We have jurisdiction over appeals from final decisions of the district courts. 28 U.S.C. § 1291. A final decision “ends the litigation on the merits and leaves nothing for the court to do but execute the judgment.” In re Diet Drugs Prods. Liab. Litig., 418 F.3d 372, 376 (3d Cir. 2005) (internal quotations omitted). Generally, an order which dismisses a complaint without prejudice is neither final nor appealable unless the plaintiff “declares his intention to stand on his complaint.” Borelli v. City of Reading, 532 F.2d 950, 951-52 (3d Cir. 1976) (per curiam). In this regard, there is no “clear rule for determining when a party has elected to stand on his or her complaint.” Hagan v. Rogers, 570 F.3d 146, 151 (3d Cir. 2009). But we have determined that a party does so when, as is the case here, it has been given leave to amend within a certain amount of time and instead files a notice of appeal. See Batoff v. State Farm Ins. Co., 977 F.2d 848, 851 n.5 (3d Cir. 1992). Consequently, we have appellate jurisdiction under 28 U.S.C. § 1291.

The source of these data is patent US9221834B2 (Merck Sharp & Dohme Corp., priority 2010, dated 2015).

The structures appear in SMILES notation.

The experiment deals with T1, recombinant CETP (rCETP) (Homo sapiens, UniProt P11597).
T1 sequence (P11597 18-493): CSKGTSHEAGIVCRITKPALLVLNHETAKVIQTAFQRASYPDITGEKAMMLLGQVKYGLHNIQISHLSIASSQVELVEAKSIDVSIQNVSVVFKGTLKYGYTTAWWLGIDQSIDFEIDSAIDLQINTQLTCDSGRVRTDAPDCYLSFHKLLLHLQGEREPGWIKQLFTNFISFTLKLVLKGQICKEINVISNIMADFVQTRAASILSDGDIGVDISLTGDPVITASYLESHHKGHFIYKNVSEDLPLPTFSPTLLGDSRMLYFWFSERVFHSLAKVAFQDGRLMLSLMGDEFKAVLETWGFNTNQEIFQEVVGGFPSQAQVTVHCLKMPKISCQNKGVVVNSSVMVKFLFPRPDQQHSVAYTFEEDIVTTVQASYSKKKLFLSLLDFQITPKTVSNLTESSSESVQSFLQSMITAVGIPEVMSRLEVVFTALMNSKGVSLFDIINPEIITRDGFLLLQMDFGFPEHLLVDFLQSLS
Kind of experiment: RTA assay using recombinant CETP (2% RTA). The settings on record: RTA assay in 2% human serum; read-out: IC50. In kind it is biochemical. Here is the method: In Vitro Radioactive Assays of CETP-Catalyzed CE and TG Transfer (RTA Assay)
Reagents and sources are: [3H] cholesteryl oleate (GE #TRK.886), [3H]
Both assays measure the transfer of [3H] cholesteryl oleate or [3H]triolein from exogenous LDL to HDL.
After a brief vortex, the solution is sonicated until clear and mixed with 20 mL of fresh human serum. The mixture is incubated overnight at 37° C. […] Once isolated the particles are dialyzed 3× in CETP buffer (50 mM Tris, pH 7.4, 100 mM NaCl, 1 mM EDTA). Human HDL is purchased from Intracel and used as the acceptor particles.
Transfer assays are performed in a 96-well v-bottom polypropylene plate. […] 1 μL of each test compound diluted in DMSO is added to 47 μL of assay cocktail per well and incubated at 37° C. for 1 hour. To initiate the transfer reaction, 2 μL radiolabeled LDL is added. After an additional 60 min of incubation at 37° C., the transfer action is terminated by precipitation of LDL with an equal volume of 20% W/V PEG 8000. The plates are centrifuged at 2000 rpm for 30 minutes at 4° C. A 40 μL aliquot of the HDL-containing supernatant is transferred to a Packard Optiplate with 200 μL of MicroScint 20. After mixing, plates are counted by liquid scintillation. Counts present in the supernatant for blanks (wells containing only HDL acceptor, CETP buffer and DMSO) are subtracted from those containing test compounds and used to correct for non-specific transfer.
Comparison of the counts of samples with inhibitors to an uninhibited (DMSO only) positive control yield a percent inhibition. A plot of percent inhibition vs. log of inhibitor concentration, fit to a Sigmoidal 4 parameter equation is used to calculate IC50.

We exercise plenary review over the order granting the defendants' motion to dismiss. Grier v. Klem, 591 F.3d 672, 676 (3d Cir. 2010). In reviewing the dismissal under Rule 12(b)(6), “we accept all factual allegations as true [and] construe the complaint in the light most favorable to the plaintiff.” Warren Gen. Hosp. v. Amgen Inc., 643 F.3d 77, 84 (3d Cir. 2011) (quoting Pinker v. Roche Holdings, Ltd., 292 F.3d 361, 374 n.7 (3d Cir. 2002)). A court may grant a motion to dismiss under Rule 12(b)(6) “only if, accepting all well-pleaded allegations in the complaint as true and viewing them in the light most favorable to the plaintiff, [it] finds that [the] plaintiff's claims lack facial plausibility.” Id. (citing Bell Atl. Corp. v. Twombly, 550 U.S. 544, 555–56, 127 S.Ct. 1955, 167 L.Ed.2d 929 (2007)).